Summer is here and you know what that means – outdoor cooking! Ain’t nothing like the smell of grilled chicken, smoked brisket and pulled pork! Disagree? You’re weird. That’s right. I said it. I’m a southern boy and the only thing better than good barbecue is good barbecue served with a cold glass of sweet tea. Whether you like barbecue or not, we can all agree that the only thing worse than burnt meat is a burnt chef (or the chef’s house).  
Grilling is fun, but it can also be very dangerous if you’re not safe. According to the National Fire Protection Association, July is the peak month for grill fires. So before you grab your apron, spatula, tongs, charcoal, wood and propane tanks, check out these safety tips. 

Keep it Outdoors 

Propane and charcoal grills should be used outside away from your house, overhanging tree branches, deck rails, awnings, and patio furniture. And though it may seem like a good idea on a rainy day, DO NOT light your grill on your apartment balcony or in the garage. The trapped smoke could kill you and the flames could destroy your house. Then how will you cook those delicious meats? 

Keep it Clean

Grills aren’t cheap. So keep yours in optimal working condition and be sure to remove grease and fat buildup from the grates and the trays underneath. Accumulated grease can explode and cause serious injury. As a best practice, clean your grill after each use.  

Light it Up to Grill it Up

Flames going up from a charcoal grill sitting on a pavement driveway.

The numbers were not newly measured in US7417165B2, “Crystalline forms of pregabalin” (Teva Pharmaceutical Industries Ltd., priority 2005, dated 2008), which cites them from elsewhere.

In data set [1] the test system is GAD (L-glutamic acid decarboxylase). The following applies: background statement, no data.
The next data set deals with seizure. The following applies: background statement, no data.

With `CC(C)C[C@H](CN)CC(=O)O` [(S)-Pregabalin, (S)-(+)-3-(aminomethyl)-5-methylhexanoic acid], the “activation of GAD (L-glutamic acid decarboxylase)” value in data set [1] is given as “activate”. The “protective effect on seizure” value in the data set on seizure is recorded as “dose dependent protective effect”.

If you have a gas grill, be sure to OPEN THE LID FIRST before turning on the gas and lighting it. Failure to do so could cause the gas to build up and explode. Also, check the gas hose for leaks by covering it with a little soap and water. If there’s a leak, you’ll see bubbles in the damaged area of the hose. Contact a professional to have your grill repaired. If you notice the smell of the gas while you’re cooking, step away from the grill and call 911! When lighting a charcoal grill use a charcoal chimney and light it with newspaper. If starter fluid is your preference, use charcoal starter fluid only. Once it’s lit, do not add more fluid or any other flammable liquids to the fire. 

Stay Alert 

When the grill is lit, you must commit. Never leave your grill unattended. Who knows what could happen? Sparks may fly. Gas may leak. You’ve got to stand guard. Even if you only need to go in the house for a moment, allow another responsible person to replace you until you return. And children and pets are curious creatures. To keep them safe, keep them away from the grill area.  

Grill Mode: Cool Down 

After you’ve finished grilling allow the coals to cool off, then dispose them in a metal container. With gas grills, be sure to turn off the grill and the gas tank. 

Use a Meat Thermometer 

This one’s a bonus tip. It’s no fun if the meat isn’t done. After all, what good is it to practice fire safety for the cookout when you and your guests end up with food poisoning? Not sure what the temperature should be? Use this chart: 

USDA  COOKING TEMPERATURES Meal choice icons - set six meal choice option Vector ImageMeal choice icons - set six meal choice option Vector ImageMeal choice icons - set six meal choice option Vector ImageMeal choice icons - set six meal choice option Vector Image 
RARE 140⁰    
MEDIUM RARE 145⁰ 145⁰   
MEDIUM 160⁰ 160⁰   
WELL DONE 170⁰ 170⁰ 165⁰ 145⁰ 

And after you’re finished cooking, make sure you put the food away promptly! Follow these tips and you’ll have a safe, successful cookouts all summer long; assuming you’ve got the right blend of marinade, seasoning and sauce. But that’s another blog for another day.